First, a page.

This was shot by University of Cambridge medical researcher Alex Ritter, and is 92 times faster than real time. So the actual smackdown would take quite a bit longer if it were going on in your bloodstream right now. Ritter works in Gillian Griffiths' lab at Cambridge's Institute for Medical Research, where scientists are trying to figure out how to enhance our bodies' natural abilities to stop cancer before it starts.
Cells of the immune system protect the body against pathogens. If cells in our bodies are infected by viruses, or become cancerous, then killer cells of the immune system identify and destroy the affected cells. Cytotoxic T cells are very precise and efficient killers. They are able to destroy infected or cancerous cells, without destroying healthy cells surrounding them. By understanding how this works, we can develop ways to control killer cells. This will allow us to find ways to improve cancer therapies, and ameliorate autoimmune diseases caused when killer cells run amok and attack healthy cells in our bodies.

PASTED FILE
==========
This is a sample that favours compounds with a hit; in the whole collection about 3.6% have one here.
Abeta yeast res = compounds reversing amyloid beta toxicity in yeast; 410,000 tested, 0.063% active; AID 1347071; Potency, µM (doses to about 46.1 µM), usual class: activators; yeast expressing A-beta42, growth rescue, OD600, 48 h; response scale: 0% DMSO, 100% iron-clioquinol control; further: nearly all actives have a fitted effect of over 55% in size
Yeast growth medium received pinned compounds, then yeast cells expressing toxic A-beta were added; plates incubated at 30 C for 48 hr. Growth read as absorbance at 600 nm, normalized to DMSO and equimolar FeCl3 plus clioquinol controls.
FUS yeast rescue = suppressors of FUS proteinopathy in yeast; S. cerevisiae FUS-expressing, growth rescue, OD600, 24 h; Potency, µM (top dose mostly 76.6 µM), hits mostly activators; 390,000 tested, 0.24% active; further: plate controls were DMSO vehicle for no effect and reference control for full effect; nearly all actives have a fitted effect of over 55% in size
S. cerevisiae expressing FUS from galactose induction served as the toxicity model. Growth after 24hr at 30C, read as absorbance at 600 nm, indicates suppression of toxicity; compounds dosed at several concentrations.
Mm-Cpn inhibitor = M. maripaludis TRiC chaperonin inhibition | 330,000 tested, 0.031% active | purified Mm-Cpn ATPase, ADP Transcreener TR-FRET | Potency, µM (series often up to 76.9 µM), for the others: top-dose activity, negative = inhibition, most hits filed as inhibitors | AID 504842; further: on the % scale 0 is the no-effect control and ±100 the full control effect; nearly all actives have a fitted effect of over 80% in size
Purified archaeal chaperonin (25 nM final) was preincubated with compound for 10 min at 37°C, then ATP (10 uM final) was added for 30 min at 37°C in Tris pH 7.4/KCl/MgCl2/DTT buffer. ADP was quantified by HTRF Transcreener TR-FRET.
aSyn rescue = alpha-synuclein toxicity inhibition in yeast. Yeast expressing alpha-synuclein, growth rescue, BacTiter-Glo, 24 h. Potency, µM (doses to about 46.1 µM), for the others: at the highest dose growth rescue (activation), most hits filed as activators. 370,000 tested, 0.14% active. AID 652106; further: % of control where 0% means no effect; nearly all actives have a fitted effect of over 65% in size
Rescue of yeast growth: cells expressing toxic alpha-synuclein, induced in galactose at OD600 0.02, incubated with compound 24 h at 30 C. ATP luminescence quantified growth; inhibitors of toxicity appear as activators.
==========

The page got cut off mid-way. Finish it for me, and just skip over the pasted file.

These images were acquired using an Andor Revolution spinning disk system with an Olympus microscope, and the research was funded in part by NIH and the Wellcome Trust.
Music by Intercontinental Music Lab
This is the sixth in a series of videos called Under the Microscope, which io9 is posting in partnership with scientists at University of Cambridge. Under the Microscope is a collection of videos that capture glimpses of the natural and artificial world in stunning close-up. They will be released every Monday and Thursday for the next couple of months, and you can see the whole series here.